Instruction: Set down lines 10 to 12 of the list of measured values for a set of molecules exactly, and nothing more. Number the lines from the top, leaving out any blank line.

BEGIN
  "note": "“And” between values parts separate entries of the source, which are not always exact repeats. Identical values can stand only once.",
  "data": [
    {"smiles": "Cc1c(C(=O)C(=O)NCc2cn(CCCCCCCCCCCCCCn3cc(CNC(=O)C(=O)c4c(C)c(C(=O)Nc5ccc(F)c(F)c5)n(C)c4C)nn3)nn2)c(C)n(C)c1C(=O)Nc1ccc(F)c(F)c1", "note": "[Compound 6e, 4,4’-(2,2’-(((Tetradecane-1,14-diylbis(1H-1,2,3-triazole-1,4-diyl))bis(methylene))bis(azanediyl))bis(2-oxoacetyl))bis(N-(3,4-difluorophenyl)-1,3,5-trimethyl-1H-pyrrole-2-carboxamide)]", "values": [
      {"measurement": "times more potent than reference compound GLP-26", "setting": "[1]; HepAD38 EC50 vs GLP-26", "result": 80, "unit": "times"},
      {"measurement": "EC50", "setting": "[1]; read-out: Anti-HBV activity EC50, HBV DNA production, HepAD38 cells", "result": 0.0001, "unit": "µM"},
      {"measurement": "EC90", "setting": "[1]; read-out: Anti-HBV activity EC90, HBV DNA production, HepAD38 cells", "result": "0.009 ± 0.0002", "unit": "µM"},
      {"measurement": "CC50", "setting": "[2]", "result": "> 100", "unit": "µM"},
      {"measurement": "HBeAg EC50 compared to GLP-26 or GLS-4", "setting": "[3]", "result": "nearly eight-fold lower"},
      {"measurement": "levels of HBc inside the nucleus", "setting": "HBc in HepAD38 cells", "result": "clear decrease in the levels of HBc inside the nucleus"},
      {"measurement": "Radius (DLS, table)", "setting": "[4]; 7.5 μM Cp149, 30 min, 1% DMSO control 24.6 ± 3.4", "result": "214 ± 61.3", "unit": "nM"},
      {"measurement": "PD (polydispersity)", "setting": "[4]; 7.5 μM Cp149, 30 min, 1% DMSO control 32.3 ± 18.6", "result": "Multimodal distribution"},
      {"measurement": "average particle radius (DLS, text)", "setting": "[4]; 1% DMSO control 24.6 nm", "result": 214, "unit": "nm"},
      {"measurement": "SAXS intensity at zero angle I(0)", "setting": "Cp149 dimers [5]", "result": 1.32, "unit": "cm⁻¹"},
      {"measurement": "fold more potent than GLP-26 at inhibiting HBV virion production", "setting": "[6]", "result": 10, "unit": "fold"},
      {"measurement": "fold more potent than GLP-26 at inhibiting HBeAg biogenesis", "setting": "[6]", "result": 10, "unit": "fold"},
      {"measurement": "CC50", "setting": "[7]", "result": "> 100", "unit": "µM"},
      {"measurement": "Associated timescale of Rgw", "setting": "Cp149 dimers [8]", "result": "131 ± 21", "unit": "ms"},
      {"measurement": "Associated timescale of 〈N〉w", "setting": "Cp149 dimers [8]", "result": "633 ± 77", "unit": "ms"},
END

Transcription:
      {"measurement": "Radius (DLS, table)", "setting": "[4]; 7.5 μM Cp149, 30 min, 1% DMSO control 24.6 ± 3.4", "result": "214 ± 61.3", "unit": "nM"},
      {"measurement": "PD (polydispersity)", "setting": "[4]; 7.5 μM Cp149, 30 min, 1% DMSO control 32.3 ± 18.6", "result": "Multimodal distribution"},
      {"measurement": "average particle radius (DLS, text)", "setting": "[4]; 1% DMSO control 24.6 nm", "result": 214, "unit": "nm"},